Many of the technologies needed to stop climate change are still in early stages of development, a study of green tech patents has revealed. This is the conclusion of a joint report from the European Patent Office (EPO) and the International Energy Agency (IEA).
The report "Patents and the energy transition: global trends in clean energy technology innovation" looks at trends in low-carbon energy innovation between 2000 and 2019 in terms of international patent families (IPFs). An IPF represents a unique, high-value invention for which a patent application was filed at two or more patent offices around the globe. Patent applications can be considered an early indicator of future technological trends as they are filed months or years before the products go to market.
The report found that the number of patents for inventions related to low-carbon energy technologies has gone up over the past two decades. However, the average annual growth rate of low-carbon energy patents in recent years is only a quarter of what it was a decade ago. Between 2017 and 2019, the number of patents for inventions related to low-carbon energy technologies around the world grew by an average rate of 3.3% per year. The average growth rate from 2000 to 2013, by contrast, was 12.5%.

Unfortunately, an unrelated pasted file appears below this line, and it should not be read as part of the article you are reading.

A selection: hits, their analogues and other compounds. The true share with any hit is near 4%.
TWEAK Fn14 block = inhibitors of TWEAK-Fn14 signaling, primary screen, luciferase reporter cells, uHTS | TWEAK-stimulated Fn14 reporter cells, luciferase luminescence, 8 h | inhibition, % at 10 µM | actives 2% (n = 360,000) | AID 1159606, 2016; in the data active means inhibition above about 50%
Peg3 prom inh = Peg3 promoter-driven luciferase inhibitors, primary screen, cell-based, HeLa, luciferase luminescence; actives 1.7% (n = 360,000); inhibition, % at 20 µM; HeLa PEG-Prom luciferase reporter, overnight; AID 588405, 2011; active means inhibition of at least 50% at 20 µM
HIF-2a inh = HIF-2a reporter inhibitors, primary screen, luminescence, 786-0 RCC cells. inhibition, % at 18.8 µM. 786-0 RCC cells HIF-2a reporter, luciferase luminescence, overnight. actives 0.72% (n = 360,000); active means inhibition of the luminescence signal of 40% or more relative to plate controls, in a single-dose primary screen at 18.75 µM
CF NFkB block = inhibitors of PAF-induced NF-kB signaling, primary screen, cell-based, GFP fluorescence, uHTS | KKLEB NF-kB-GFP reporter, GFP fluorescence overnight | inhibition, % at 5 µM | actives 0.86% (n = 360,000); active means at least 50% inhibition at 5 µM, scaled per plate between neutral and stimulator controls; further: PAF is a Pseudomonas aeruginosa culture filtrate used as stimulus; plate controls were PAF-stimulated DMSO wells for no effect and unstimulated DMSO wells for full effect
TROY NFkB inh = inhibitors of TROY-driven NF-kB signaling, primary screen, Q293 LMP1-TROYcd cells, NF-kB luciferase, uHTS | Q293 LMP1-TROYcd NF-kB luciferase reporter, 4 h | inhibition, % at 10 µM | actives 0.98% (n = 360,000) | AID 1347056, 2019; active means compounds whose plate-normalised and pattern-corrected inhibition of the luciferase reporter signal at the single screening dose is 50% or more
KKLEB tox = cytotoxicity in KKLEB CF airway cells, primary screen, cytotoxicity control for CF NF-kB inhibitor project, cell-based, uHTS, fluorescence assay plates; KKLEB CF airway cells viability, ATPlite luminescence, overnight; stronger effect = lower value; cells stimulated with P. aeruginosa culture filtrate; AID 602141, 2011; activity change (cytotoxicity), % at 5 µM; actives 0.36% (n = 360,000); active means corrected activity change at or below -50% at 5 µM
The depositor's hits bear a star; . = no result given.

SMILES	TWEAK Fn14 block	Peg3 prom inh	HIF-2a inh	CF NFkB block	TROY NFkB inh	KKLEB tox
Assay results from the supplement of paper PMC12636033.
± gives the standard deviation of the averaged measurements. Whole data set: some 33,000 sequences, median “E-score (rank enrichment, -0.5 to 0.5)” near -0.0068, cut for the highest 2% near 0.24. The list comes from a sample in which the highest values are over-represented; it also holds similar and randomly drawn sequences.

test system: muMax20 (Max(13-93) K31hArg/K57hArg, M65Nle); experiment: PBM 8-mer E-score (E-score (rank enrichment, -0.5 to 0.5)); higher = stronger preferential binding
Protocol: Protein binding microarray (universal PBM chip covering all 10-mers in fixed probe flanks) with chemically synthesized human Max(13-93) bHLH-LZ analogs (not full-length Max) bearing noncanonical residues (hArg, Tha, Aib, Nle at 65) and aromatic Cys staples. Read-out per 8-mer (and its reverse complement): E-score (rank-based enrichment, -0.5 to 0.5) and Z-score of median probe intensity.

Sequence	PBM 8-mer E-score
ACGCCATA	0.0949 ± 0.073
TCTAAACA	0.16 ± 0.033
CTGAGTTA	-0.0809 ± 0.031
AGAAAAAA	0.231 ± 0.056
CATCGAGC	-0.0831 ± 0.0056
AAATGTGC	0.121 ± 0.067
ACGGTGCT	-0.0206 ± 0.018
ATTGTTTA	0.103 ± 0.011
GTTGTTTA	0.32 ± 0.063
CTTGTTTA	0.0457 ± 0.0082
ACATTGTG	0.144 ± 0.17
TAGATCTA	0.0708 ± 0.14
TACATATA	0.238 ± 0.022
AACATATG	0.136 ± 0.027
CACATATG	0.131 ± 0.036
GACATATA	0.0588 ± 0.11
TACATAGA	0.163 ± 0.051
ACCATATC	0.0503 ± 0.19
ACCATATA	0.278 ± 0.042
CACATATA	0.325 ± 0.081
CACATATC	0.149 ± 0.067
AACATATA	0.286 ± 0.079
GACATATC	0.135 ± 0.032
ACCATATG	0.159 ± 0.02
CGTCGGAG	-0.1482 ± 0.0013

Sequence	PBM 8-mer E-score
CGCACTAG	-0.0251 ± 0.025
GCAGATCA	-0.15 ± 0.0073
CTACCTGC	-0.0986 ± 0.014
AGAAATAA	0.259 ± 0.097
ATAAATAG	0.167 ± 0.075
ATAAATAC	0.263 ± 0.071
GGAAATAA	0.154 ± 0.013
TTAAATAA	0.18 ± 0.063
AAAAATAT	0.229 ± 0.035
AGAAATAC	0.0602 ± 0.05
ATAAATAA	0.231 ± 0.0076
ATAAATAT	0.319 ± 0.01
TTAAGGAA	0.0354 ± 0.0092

"This report is a clear call for action to step up research and innovation into new low-carbon energy technologies and improve existing ones," said EPO President Antonio Campinos. "While it reveals some encouraging trends across countries and industry sectors, including in key cross-cutting technologies, it also highlights the need to further accelerate innovation in clean-energy technologies, some of which are still only emerging."